Does Riding A Motorcycle Burn Calories?

Man in a leather jacket driving custom made motorcycle during autumn, Does Riding A Motorcycle Burn Calories?If you’re looking to burn calories, you know plenty of activities you can do. You might lift weights at home or at the gym, jog for 30 minutes, or sweat it out on an elliptical. You ride your motorcycle often, but you don’t think of it the same way you do the above physical activities. Is it true that riding a motorcycle burns calories too?

Yes, you can burn calories riding your motorcycle. You can actually torch upwards of 600 calories per hour on your motorcycle. That’s more than a 30-minute jog, in which you may burn about 520 calories based on your running speed and your weight.

In this article, we’ll tell you everything you need to know about fitness as it pertains to your motorcycle. From how riding burns calories to whether you’ll develop stronger muscles on your motorcycle, you’re not going to want to miss this!

How Does Riding A Motorcycle Burn Calories?

We established in the introduction that you may burn as many as 600 calories per each hour of riding your motorcycle. That’s not guaranteed, as factors such as your weight and your metabolism can influence calories torched during any physical activity.


It’s easy to see how you’re burning calories as you sweat through a Zumba class or as you struggle to pedal on an exercise bike. However, unless it’s a warm day, you rarely break a sweat on your motorcycle. So how exactly do you burn calories?

You’re not just passively sitting on your motorcycle the way you would relax on your couch at home. As UK motorcycling resource Biker and Bike notes, you trigger a series of muscles each time you ride. These include your lower back, hips, legs, shoulders, arms, and torso.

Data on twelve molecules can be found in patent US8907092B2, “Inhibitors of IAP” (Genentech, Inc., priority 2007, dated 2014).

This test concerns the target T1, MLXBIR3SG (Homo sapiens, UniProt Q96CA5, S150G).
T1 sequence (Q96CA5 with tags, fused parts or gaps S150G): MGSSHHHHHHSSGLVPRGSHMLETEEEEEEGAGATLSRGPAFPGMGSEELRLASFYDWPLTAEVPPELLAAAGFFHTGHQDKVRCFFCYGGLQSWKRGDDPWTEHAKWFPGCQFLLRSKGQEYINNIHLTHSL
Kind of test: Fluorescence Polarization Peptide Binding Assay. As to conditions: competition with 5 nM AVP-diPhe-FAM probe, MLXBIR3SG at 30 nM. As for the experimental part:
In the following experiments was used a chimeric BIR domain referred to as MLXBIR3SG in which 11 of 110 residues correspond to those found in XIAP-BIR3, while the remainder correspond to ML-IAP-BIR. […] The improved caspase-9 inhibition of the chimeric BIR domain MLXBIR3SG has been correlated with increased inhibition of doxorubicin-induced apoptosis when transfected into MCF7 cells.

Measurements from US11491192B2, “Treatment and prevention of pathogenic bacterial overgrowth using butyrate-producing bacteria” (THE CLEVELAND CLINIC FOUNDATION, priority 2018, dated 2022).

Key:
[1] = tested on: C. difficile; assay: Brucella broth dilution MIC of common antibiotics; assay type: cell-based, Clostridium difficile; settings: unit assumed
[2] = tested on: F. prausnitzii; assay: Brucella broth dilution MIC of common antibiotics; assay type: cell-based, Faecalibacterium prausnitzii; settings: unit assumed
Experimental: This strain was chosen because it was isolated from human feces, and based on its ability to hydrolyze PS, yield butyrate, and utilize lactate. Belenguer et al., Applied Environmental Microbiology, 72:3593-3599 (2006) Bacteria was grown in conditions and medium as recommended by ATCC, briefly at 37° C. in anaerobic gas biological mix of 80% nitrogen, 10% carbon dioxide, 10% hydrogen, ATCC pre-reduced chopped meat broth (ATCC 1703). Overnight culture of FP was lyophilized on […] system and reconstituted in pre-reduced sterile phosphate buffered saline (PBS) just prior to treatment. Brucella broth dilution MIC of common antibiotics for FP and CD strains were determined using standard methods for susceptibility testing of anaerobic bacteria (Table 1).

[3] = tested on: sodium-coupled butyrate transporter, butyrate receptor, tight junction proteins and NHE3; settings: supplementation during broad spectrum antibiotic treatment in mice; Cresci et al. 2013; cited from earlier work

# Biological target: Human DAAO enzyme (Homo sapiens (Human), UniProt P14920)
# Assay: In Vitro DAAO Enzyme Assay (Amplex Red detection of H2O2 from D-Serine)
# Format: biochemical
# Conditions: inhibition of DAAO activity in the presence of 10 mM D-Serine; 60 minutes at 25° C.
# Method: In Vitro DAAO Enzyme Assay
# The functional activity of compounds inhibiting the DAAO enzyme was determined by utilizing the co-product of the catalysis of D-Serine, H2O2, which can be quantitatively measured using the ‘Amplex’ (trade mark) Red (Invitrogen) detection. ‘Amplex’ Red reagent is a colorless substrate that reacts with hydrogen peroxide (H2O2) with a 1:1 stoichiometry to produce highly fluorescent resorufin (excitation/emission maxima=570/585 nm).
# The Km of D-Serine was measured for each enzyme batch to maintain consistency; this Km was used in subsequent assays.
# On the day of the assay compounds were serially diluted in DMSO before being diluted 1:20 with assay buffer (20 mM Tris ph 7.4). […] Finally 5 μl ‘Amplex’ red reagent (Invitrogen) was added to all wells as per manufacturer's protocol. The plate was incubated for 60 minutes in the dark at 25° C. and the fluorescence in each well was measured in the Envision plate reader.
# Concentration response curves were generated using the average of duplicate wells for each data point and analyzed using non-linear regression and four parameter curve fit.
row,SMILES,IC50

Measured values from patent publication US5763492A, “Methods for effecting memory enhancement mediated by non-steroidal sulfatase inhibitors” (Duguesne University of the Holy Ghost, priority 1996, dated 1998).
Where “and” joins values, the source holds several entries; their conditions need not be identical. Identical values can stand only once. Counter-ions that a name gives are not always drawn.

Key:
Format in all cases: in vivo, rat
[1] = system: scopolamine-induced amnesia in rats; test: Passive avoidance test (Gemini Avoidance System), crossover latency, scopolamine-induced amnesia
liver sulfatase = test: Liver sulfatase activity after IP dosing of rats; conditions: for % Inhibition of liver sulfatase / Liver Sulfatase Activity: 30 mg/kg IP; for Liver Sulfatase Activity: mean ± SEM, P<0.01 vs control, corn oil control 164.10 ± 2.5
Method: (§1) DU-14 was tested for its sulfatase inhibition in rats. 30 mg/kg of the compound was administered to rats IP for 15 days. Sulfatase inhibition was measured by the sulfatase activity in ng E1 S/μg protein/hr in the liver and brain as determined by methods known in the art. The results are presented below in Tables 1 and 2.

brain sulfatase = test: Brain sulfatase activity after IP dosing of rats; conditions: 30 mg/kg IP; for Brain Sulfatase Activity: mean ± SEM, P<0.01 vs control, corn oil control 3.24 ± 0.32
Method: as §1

If you’re an off-road motorcyclist especially, the potential to burn calories is even greater. You’ll move your body to accommodate for height changes in the terrain, and your legs will be busy as you readjust your motorcycle’s bias.

If you’re looking for a helmet for your motorcycling adventures, check out this article: 12 Gorgeous Women’s Motorcycle Half Helmets (Inc. With Visor)

Do You Have To Be Fit To Ride A Motorcycle?

Driver riding motorcycle on the empty asphalt road

You had no idea you could potentially burn so many calories riding a motorcycle. You have some basic riding experience, but now you’re thinking you’d like to take up the hobby again.

The only problem was the last time you rode was many years ago. You’re concerned you’re not in good enough shape to hop on a motorcycle. Is it true that you must be at a certain fitness level to ride?

Being relatively fit does help, yes. You see, when you sit on a motorcycle, you form what’s known as a rider triangle. Like any triangle, this has three points: your seat point, the handlebar point, and the footrest point.

When you sit the right way on your motorcycle, your feet should be positioned beneath your elbows. Your hands should be above so the triangle has a more upward angle.

Okay, so what does the rider triangle have to do with motorcycle fitness? Great question. The rider triangle impacts how you feel on a motorcycle, but it also determines how you fit. If you’re a bigger or taller rider and you sit on a smaller motorcycle, your rider triangle might be lopsided. If you can’t even sit on a motorcycle without having trouble, then maneuvering with the bike will prove next to impossible.

If you are taller, check out this article on finding the right motorcycle for you: 10 Best Motorcycles For Tall Riders

There’s no need to have a six-pack if you want to ride a motorcycle, but you should be of a weight where your rider triangle isn’t adversely affected.

Does Riding A Motorcycle Build Muscle?

If you’re trying to build muscle, you probably adhere to a strict diet, get plenty of protein, and hit the weights at the gym for hours at a time, right? Yet if you’re as passionate about riding your motorcycle as you are about working out, you may notice that you build muscle in other ways.

Yes, that’s right, by riding your motorcycle.